CHA-PH-300. Reproduction of ‘Au Cafe’ by Edouard Manet, 1878, date unknown, 20.5 cm x 22.5 cm. Photograph © The Charleston Trust
Grant’s ink drawing, recently uncovered in the Angelica Garnett Gift, is an example of how the idea of the flâneur also became part of life and an inspiration for the Bloomsbury artists, even if this was an unconscious decision. The above reproduction of Edouard Manet’s ‘Au Café’ was collected by Duncan Grant and Vanessa Bell for personal reference and is now part of Charleston’s collection. Bell and Grant regularly sketched from life on their various travels abroad, the idea of painting ‘en plein air’ (painting outdoors) having originating with the Impressionists. Their drive to record the world and people around them was not limited to the artistic materials at hand. Whilst there are numerous sketchbooks and loose works on paper depicting urban scenes and lives in the Gift, there are also hasty sketches made on the backs of menus, hotel letter paper, foreign receipts and maps. These examples show that to them, modern life and art were intrinsically linked and that observation of one lead to creativity in the other.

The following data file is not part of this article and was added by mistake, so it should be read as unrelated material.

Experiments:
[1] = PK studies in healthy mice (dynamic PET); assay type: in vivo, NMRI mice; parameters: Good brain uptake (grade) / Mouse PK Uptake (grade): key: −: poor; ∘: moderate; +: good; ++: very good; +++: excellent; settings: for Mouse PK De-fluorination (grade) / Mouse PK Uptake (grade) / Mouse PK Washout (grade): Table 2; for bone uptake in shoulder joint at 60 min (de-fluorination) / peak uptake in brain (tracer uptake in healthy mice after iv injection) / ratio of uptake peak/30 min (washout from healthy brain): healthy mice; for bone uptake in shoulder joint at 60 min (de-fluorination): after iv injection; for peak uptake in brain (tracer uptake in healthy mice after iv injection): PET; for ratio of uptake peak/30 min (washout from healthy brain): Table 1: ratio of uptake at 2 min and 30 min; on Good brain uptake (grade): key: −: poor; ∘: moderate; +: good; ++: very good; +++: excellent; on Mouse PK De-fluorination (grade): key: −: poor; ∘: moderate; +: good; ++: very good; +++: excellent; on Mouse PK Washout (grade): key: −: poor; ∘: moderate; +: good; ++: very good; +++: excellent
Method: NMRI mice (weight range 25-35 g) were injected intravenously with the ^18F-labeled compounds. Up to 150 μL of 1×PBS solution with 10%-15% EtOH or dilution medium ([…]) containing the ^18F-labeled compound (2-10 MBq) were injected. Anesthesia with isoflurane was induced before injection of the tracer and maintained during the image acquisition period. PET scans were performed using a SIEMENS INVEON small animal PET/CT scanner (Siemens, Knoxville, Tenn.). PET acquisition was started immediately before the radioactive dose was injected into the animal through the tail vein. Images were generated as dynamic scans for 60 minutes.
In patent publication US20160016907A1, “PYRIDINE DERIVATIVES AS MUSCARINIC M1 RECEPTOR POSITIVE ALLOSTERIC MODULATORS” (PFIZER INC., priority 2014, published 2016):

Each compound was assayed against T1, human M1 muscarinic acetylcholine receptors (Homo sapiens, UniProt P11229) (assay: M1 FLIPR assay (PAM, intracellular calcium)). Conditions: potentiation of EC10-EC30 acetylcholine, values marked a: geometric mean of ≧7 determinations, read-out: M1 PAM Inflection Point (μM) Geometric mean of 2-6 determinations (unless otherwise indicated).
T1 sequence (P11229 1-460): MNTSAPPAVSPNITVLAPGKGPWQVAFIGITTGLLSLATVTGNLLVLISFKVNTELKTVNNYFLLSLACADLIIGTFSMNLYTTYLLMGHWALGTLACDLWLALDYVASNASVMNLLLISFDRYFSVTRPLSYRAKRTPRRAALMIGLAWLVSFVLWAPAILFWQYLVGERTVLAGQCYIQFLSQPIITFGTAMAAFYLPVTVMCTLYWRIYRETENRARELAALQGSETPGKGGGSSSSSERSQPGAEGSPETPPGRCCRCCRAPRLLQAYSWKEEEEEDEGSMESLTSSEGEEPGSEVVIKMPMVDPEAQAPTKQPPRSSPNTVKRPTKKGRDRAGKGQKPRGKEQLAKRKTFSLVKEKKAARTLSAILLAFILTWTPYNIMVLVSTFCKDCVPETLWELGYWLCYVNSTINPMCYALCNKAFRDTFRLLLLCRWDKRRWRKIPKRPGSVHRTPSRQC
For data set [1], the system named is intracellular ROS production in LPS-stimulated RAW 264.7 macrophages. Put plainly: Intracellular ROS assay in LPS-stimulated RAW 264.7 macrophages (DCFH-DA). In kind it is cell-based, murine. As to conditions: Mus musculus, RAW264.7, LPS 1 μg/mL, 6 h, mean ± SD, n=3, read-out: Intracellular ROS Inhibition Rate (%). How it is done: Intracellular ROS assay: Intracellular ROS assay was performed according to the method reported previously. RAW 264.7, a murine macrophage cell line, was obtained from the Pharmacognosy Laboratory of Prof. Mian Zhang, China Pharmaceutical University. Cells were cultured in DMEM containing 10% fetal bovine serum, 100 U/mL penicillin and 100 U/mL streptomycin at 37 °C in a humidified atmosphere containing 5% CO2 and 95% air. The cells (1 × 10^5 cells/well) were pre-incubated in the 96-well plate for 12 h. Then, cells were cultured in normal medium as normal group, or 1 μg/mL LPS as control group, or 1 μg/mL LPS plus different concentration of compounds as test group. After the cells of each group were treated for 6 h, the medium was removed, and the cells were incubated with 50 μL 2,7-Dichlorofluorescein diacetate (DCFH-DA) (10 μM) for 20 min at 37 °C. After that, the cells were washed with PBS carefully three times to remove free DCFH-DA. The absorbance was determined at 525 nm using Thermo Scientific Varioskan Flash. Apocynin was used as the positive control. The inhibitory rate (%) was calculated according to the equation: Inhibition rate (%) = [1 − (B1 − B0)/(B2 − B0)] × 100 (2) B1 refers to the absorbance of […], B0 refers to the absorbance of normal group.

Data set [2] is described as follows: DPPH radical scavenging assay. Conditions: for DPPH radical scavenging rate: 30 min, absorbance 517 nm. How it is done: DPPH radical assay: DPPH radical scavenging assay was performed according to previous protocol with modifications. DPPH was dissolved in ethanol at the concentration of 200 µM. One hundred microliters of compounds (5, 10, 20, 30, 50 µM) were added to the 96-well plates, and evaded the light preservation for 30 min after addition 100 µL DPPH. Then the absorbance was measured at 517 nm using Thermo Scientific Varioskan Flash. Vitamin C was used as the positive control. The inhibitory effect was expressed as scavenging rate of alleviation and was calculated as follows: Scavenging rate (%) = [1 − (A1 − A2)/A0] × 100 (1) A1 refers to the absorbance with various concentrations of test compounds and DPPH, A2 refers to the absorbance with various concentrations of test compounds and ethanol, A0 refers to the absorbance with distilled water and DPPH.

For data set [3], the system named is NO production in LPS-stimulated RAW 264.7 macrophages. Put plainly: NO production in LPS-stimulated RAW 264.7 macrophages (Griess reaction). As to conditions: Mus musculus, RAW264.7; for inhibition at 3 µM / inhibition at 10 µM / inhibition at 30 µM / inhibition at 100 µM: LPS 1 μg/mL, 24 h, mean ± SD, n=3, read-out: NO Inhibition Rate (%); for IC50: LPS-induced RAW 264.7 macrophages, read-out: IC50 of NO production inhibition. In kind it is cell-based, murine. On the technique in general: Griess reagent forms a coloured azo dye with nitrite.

CHA/P/1126, Duncan Grant, Figure Study, pastel on paper, date unknown 29.5 x 21.5 cm. Photograph © The Charleston Trust
It is also interesting to note that Baudelaire’s flâneur, a product of modernity, is specifically male and that the female experience of viewing and being viewed was entirely different within society’s constricts of gender at that time. Bloomsbury women rejected the strict etiquette of previous generations such as Baudelaire’s and rejoiced in the idea of life without a chaperone. Feminist art historians have reconsidered the role of the female flâneur – or flâneuse – by looking at works by Mary Cassatt and Berthe Morisot. They argue that these artists did depict women observing the intricacies of modern life through a female gaze equal to that of their male counterparts. Bell’s painting ‘A Conversation’ shows three women in earnest conversation before a curtained window though which a garden is visible. Although these women are indoors, the image does show their ability to observe, without restraint, the outside world and it is a great example of how Bell explored feminine relationships, conversation and experience.